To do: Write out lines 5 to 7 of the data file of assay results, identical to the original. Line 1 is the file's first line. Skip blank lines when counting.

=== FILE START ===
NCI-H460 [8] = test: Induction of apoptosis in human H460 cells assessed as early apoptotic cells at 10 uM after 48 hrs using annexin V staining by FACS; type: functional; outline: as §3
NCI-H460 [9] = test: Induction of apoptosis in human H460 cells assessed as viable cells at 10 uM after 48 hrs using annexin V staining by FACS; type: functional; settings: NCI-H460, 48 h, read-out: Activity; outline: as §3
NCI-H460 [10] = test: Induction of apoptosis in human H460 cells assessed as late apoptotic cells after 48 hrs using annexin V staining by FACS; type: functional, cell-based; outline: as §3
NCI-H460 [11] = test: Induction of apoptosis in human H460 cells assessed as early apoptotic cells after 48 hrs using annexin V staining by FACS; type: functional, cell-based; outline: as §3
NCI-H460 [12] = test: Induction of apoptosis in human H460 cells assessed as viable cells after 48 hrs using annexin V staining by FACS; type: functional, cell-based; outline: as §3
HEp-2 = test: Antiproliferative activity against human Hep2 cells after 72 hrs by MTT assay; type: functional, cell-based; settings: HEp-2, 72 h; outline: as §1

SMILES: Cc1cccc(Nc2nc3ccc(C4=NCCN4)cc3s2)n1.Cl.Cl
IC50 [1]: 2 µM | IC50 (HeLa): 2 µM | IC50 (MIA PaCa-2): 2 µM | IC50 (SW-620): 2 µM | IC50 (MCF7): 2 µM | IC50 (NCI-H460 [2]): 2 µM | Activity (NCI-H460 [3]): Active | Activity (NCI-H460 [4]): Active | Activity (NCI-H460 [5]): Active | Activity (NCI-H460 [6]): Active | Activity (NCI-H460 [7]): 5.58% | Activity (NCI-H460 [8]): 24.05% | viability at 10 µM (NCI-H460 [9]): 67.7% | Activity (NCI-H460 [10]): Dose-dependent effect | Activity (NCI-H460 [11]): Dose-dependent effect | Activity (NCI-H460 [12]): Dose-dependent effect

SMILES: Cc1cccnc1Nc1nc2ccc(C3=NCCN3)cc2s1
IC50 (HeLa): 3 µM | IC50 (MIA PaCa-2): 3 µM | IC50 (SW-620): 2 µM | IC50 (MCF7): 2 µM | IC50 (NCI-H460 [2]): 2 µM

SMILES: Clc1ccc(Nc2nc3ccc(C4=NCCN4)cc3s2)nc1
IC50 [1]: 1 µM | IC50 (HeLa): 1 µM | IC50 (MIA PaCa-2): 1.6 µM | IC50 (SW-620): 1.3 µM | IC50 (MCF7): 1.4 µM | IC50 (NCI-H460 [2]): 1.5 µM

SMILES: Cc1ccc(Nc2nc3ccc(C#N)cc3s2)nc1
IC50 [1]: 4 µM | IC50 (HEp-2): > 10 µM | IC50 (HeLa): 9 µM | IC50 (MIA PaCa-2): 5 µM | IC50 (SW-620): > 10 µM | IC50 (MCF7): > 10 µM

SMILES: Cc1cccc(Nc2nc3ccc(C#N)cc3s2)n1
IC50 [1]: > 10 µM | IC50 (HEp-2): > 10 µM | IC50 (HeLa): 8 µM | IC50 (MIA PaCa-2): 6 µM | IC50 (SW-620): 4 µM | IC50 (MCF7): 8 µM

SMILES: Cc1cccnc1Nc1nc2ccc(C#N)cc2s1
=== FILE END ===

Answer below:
NCI-H460 [12] = test: Induction of apoptosis in human H460 cells assessed as viable cells after 48 hrs using annexin V staining by FACS; type: functional, cell-based; outline: as §3
HEp-2 = test: Antiproliferative activity against human Hep2 cells after 72 hrs by MTT assay; type: functional, cell-based; settings: HEp-2, 72 h; outline: as §1

SMILES: Cc1cccc(Nc2nc3ccc(C4=NCCN4)cc3s2)n1.Cl.Cl